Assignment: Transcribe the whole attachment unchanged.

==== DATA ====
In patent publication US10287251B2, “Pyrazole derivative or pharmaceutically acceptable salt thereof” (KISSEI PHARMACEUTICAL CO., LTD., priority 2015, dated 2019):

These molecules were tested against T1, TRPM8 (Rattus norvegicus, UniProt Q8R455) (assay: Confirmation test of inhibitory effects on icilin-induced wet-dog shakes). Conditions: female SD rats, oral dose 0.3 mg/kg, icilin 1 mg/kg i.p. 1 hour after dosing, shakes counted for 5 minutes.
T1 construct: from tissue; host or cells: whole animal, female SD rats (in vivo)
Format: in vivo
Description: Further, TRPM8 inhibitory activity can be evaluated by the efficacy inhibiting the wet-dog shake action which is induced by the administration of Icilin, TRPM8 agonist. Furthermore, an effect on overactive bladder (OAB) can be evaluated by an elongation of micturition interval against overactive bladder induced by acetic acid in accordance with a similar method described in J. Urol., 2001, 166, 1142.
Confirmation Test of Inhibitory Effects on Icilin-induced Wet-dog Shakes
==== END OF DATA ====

In patent publication US10287251B2, “Pyrazole derivative or pharmaceutically acceptable salt thereof” (KISSEI PHARMACEUTICAL CO., LTD., priority 2015, dated 2019):

These molecules were tested against T1, TRPM8 (Rattus norvegicus, UniProt Q8R455) (assay: Confirmation test of inhibitory effects on icilin-induced wet-dog shakes). Conditions: female SD rats, oral dose 0.3 mg/kg, icilin 1 mg/kg i.p. 1 hour after dosing, shakes counted for 5 minutes.
T1 construct: from tissue; host or cells: whole animal, female SD rats (in vivo)
Format: in vivo
Description: Further, TRPM8 inhibitory activity can be evaluated by the efficacy inhibiting the wet-dog shake action which is induced by the administration of Icilin, TRPM8 agonist. Furthermore, an effect on overactive bladder (OAB) can be evaluated by an elongation of micturition interval against overactive bladder induced by acetic acid in accordance with a similar method described in J. Urol., 2001, 166, 1142.
Confirmation Test of Inhibitory Effects on Icilin-induced Wet-dog Shakes